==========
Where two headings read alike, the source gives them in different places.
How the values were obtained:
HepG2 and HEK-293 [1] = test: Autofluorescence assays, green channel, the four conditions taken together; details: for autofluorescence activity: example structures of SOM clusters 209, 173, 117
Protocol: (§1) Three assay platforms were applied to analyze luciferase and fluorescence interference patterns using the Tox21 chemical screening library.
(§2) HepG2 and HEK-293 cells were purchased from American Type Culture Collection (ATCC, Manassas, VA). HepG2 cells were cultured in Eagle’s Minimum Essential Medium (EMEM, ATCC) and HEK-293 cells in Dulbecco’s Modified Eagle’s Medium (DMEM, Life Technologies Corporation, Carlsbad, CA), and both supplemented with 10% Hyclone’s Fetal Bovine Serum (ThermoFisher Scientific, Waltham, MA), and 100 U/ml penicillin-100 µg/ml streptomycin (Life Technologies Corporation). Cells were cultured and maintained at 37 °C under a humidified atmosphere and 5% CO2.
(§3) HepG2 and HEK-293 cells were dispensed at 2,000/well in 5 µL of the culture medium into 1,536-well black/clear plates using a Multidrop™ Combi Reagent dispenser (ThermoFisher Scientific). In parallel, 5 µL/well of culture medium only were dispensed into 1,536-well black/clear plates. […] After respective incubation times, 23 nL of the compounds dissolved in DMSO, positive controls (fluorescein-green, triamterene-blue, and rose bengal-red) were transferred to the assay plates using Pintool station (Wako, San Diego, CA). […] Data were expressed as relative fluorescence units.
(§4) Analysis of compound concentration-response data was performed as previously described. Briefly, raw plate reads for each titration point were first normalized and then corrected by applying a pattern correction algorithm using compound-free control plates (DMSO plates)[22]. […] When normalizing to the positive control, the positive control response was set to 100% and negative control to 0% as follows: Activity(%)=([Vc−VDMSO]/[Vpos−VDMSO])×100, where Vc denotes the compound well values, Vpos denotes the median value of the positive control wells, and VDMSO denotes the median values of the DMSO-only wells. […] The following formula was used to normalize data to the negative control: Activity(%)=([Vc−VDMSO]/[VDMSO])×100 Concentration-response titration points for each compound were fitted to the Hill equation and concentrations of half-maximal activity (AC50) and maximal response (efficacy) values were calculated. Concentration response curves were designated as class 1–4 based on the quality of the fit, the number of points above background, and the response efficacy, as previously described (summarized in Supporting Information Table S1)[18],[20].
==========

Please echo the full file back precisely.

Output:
Where two headings read alike, the source gives them in different places.
How the values were obtained:
HepG2 and HEK-293 [1] = test: Autofluorescence assays, green channel, the four conditions taken together; details: for autofluorescence activity: example structures of SOM clusters 209, 173, 117
Protocol: (§1) Three assay platforms were applied to analyze luciferase and fluorescence interference patterns using the Tox21 chemical screening library.
(§2) HepG2 and HEK-293 cells were purchased from American Type Culture Collection (ATCC, Manassas, VA). HepG2 cells were cultured in Eagle’s Minimum Essential Medium (EMEM, ATCC) and HEK-293 cells in Dulbecco’s Modified Eagle’s Medium (DMEM, Life Technologies Corporation, Carlsbad, CA), and both supplemented with 10% Hyclone’s Fetal Bovine Serum (ThermoFisher Scientific, Waltham, MA), and 100 U/ml penicillin-100 µg/ml streptomycin (Life Technologies Corporation). Cells were cultured and maintained at 37 °C under a humidified atmosphere and 5% CO2.
(§3) HepG2 and HEK-293 cells were dispensed at 2,000/well in 5 µL of the culture medium into 1,536-well black/clear plates using a Multidrop™ Combi Reagent dispenser (ThermoFisher Scientific). In parallel, 5 µL/well of culture medium only were dispensed into 1,536-well black/clear plates. […] After respective incubation times, 23 nL of the compounds dissolved in DMSO, positive controls (fluorescein-green, triamterene-blue, and rose bengal-red) were transferred to the assay plates using Pintool station (Wako, San Diego, CA). […] Data were expressed as relative fluorescence units.
(§4) Analysis of compound concentration-response data was performed as previously described. Briefly, raw plate reads for each titration point were first normalized and then corrected by applying a pattern correction algorithm using compound-free control plates (DMSO plates)[22]. […] When normalizing to the positive control, the positive control response was set to 100% and negative control to 0% as follows: Activity(%)=([Vc−VDMSO]/[Vpos−VDMSO])×100, where Vc denotes the compound well values, Vpos denotes the median value of the positive control wells, and VDMSO denotes the median values of the DMSO-only wells. […] The following formula was used to normalize data to the negative control: Activity(%)=([Vc−VDMSO]/[VDMSO])×100 Concentration-response titration points for each compound were fitted to the Hill equation and concentrations of half-maximal activity (AC50) and maximal response (efficacy) values were calculated. Concentration response curves were designated as class 1–4 based on the quality of the fit, the number of points above background, and the response efficacy, as previously described (summarized in Supporting Information Table S1)[18],[20].